HILTON HEAD, S.C. – Joe Biden expressed confidence Monday that he would win this weekend's South Carolina primary as he and other Democrats fight to loosen front-runner Bernie Sanders' grip on the party's 2020 presidential nomination.
Opening the most critical week of his campaign, Biden said he would win “by plenty” in Saturday's contest in South Carolina, the first state with a sizable black population to weigh in on the Democratic race.
"I know I can," Biden said when asked whether he can notch his first victory of the primary season.
No state holds more sway over the former vice president's political future. Biden is betting that a strong showing among African-American voters will give his campaign the needed boost to recover from disappointing finishes in Iowa and New Hampshire earlier this month. His allies acknowledge he must win South Carolina to have any chance of reviving his campaign.
Even in this state, the focus is shifting to Sanders. The self-described democratic socialist scored a commanding win in Nevada over the weekend, giving him two consecutive victories after a tie with Pete Buttigieg in Iowa. Sensing the prospect of a knock-out punch in South Carolina, Sanders is ramping up his own outreach in the state.
His rivals moved quickly to try to blunt his efforts.
Speaking to more than 100 at a breakfast Monday in Hilton Head, billionaire activist Tom Steyer warned “we can't nominate someone who is going to divide us."
Steyer was asked by a voter how he would beat Sanders.
“In lots of things, I'm more progressive than Bernie Sanders,” said Steyer, who has spent millions from his personal fortune to combat climate change and encourage President Donald Trump's impeachment.
Steyer has spent more money than his seven rivals combined on television advertising in South Carolina, potentially peeling off support from Biden and Sanders.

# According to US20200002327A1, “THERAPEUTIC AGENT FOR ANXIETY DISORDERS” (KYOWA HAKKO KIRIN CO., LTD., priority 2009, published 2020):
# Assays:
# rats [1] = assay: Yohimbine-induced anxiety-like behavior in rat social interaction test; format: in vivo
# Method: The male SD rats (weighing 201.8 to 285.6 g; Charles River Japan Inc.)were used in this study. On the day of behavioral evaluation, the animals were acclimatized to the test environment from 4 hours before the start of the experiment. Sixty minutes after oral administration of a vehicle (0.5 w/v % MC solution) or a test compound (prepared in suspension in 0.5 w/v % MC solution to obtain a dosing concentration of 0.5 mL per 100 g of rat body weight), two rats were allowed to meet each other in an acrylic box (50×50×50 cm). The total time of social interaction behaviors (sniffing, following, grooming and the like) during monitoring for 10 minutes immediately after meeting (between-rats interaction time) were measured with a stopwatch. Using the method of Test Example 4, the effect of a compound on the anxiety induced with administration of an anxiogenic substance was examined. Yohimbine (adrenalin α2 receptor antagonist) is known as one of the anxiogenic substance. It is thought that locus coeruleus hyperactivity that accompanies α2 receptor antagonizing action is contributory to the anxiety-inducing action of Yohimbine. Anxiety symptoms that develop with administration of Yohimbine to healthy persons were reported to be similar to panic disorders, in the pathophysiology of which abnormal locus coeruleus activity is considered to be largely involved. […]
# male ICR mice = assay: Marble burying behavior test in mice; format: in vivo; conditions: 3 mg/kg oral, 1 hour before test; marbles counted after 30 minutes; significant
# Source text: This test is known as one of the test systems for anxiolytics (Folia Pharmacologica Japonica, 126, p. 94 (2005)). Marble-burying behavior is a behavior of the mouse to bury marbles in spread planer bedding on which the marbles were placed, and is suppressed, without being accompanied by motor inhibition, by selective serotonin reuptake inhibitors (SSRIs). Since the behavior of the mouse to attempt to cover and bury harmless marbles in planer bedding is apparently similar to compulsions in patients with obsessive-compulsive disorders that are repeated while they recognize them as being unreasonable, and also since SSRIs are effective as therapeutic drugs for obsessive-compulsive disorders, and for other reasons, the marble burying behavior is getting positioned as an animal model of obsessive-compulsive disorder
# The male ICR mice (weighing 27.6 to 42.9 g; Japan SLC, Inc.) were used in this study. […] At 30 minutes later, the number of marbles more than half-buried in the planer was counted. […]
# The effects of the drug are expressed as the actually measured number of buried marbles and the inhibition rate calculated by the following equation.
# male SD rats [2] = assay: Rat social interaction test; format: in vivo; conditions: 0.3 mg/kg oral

The fiercest attacks on Sanders came from another billionaire, Mike Bloomberg. The former New York mayor won't be on the South Carolina ballot, but he has publicly warned that Sanders could amass an unbeatable delegate lead on Super Tuesday – in just eight days – unless he's stopped.
Bloomberg attacked Sanders on multiple fronts, including his record on gun control. Representing a rural state where gun ownership is high, Sanders enjoyed the backing of the NRA early in his decades-long congressional career, although he proudly proclaims his F rating now.
“The NRA paved the road to Washington for Bernie Sanders,” Bloomberg tweeted. He added: “We deserve a president who is not beholden to the gun lobby.”
Sanders was also facing blowback from critics in both parties for comments that aired Sunday on CBS' “60 Minutes” about the late Cuban dictator Fidel Castro.
“We're very opposed to the authoritarian nature of Cuba, but you know, it's unfair to simply say everything is bad, you know?” Sanders said on the program. “When Fidel Castro came into office, you know what he did? He had a massive literacy program. Is that a bad thing? Even though Fidel Castro did it?”
Rep. Donna Shalala, a Democrat from Florida, was among Sanders' vocal critics.
“I'm hoping that in the future, Senator Sanders will take time to speak to some of my constituents before he decides to sing the praises of a murderous tyrant like Fidel Castro,” the first-term Democrat tweeted.
Sanders was also in a dispute with the Anti-Defamation League, an establishment group that advocates for strong U.S.-Israel relations. Sanders said he would skip the group's conference because he was concerned about the event giving airtime to “leaders who express bigotry and oppose basic Palestinian rights."
Jonathan Greenblatt, the group's CEO, called that characterization “offensive" and “irresponsible."
Watching the tumult from afar during a trip to India, Trump predicted a long and messy primary season for his rivals.
“It could go to the convention, it really could,” Trump said. “They are going to take it away from Crazy Bernie, they are not going to let him win.”
He added: “I actually think he would be tougher than most of the other candidates, because he is like me, but I have a much bigger base."
Some Democratic Sanders opponents were worried that the new focus may be too little, too late.
For months, as several Democrats jockeyed to become the chief alternative to Sanders, they largely attacked each other on debate stages and in ads while taking relatively few punches at the Vermont senator.
Indeed, even after Sanders' strong victory in Nevada, progressive Sen. Elizabeth Warren avoided launching a direct hit at Sanders even when asked whether a Sanders nomination would be a risk for the Democratic Party.
Speaking to reporters in Denver, Warren instead continued her attacks on Bloomberg, calling him the “riskiest candidate standing on that stage because of his history of hiding his taxes, his history of harassment of women and his history of defending racist policies.”
The anti-Sanders efforts might peak on the debate stage Tuesday night in South Carolina.
Bloomberg asked to delay a CNN town hall initially planned for Monday until Wednesday to spend more time preparing for the debate. He badly stumbled last week in his debate debut.